Food

How To Save Money on Your Wedding

I got married a couple of weeks ago. We had a beautiful, rockin’ wedding in Austin, Texas. The wedding wasn’t cheap, but we did find lots of creative ways to cut costs. Here are ten tips for anyone planning a wedding on a budget. I hope you find these helpful!

  • Order flowers from a wholesaler, and have friends arrange them

Most cities have somewhere to buy flowers wholesale. Even if you can’t get them at the industry rate, buying your own flowers costs much less than hiring a florist. Ask your friends to arrange the flowers; chances are there’s someone in your group with an artistic touch.

  • Find a friend to videotape the event

Having your ceremony videotaped seems essential these days, because the technology’s out there, and it’s so easy. Hiring a professional for the job can cost thousands of dollars. Instead, ask a tech-savvy family member or friend. It means they will be working during the ceremony, so give them a special thanks.

  • Purchase your own alcohol

Instead of having a caterer provide your alcohol at a mark-up, do a little research and figure out how much alcohol you’ll need for your event, then order it yourself. Most wine stores will give you a discount if you buy by the case, and will deliver to your venue for a small fee.

  • Get crafty

Make a few things yourself, such as crowns for the flower girls, gifts for your bridesmaids (I made granola and packaged it in decorated coffee bags), welcome bags for your guests’ hotel rooms, etc. Get friends together and offer them dinner in exchange for their help with some of the more time-consuming tasks.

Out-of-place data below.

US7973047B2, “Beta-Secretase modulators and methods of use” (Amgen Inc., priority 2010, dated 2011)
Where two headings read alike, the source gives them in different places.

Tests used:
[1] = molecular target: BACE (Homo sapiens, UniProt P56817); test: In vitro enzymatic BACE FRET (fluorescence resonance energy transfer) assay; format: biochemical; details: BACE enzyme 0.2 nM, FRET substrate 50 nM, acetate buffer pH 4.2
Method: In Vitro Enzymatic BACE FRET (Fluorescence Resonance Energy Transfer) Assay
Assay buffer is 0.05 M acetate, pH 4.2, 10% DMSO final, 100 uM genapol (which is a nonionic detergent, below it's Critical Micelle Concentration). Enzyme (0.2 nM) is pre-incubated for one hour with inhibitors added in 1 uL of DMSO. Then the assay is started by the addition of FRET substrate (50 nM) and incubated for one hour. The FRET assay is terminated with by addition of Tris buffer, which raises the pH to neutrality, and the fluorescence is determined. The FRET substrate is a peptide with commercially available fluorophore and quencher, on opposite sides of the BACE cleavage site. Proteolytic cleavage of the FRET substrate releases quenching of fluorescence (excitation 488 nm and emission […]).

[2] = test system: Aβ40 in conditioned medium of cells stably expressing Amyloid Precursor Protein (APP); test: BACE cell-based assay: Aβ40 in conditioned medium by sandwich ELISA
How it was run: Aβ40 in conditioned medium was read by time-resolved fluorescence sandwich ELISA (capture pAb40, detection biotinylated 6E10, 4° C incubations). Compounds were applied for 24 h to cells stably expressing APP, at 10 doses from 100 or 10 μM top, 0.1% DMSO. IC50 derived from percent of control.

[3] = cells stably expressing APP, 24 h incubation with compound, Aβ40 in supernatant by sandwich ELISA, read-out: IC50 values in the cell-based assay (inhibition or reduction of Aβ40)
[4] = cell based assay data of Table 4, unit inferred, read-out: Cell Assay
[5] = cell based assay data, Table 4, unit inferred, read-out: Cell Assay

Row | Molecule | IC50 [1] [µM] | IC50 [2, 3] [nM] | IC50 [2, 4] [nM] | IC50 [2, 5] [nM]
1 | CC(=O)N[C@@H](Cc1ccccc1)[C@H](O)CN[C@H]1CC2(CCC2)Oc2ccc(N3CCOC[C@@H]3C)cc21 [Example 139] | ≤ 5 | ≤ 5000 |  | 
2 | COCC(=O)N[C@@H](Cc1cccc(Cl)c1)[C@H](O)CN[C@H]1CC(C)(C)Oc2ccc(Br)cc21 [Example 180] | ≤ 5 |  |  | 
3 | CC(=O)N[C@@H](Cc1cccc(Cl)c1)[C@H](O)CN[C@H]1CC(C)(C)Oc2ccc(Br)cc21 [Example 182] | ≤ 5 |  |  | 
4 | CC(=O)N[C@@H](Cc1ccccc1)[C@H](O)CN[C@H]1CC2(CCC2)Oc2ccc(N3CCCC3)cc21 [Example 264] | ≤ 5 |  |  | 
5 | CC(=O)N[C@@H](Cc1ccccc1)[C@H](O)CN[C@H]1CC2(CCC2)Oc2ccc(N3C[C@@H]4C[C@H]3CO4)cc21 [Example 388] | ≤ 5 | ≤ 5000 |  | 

• Keep wedding favors simple

Ask any wedding planner; guests leave behind most wedding favors. Instead of spending money on something expensive that most people will forget, give them something they can eat! I put a cup of locally grown strawberries tied with red ribbon at each place setting, and they were devoured. You could use cherry tomatoes, blackberries, or something else that’s in season.

  • Send electronic invites instead of paper ones

Wedding stationary and postage cost a lot. You can be environmentally friendly and time efficient using invites sent by email, and you’ll get responses a lot faster. Do a search for online invitations and you’ll find plenty of sites that offer this service.

  • Buy a vintage or used dress

Vintage clothing is in fashion these days, with the cultural shift away from disposables and toward all things eco-friendly and sustainable, and a used dress can cost a fraction of a new dress. Visit vintage stores and consignment shops to find a unique treasure that fits your style. Take a vintage dress to a tailor and have it sized to fit you.

  • Make your own thank you notes

Instead of buying expensive thank you cards, we bought nice envelopes and used our paper cutter to cut sheets of cardstock down to card size. Once the paper was cut, we decorated it with a pretty rubber stamp of a pink peacock. Combined with my hubby’s beautiful handwriting – mine isn’t exactly picturesque – the cards looked elegant and unique.

  • Hire an event planner to do what you can’t do, and do the rest yourself

We hired a “day of” planner who made sure that everything on our special day went smoothly. In order to keep her hourly charge low, we only asked her to do certain tasks. Things you can do yourself include hiring vendors (such as caterers and photographers), having your wedding programs printed, and dropping off welcome bags at guests’ hotels. Let the planner make a day-of timeline, hand checks to vendors, and trouble-shoot.

  • Ask for help

It may be a cliché, but it’s more fun for everyone when the event is a group effort. I asked friends and family to make our bouquets and boutonnieres, shoot video, pick up supplies, do make-up, fold programs, assemble the table centerpieces, etc. Everyone who helped felt a personal connection to the event, and was able to proudly show off their area of expertise.

Louisa Shafia is a cook with a passion for healthy eating. She recently penned Lucid Food: Cooking for an Eco-Conscious Life, a collection of seasonal recipes and eco-friendly advice on food. To watch her cooking videos, see her recipes, and find out about her cooking classes, go to lucidfood.com.

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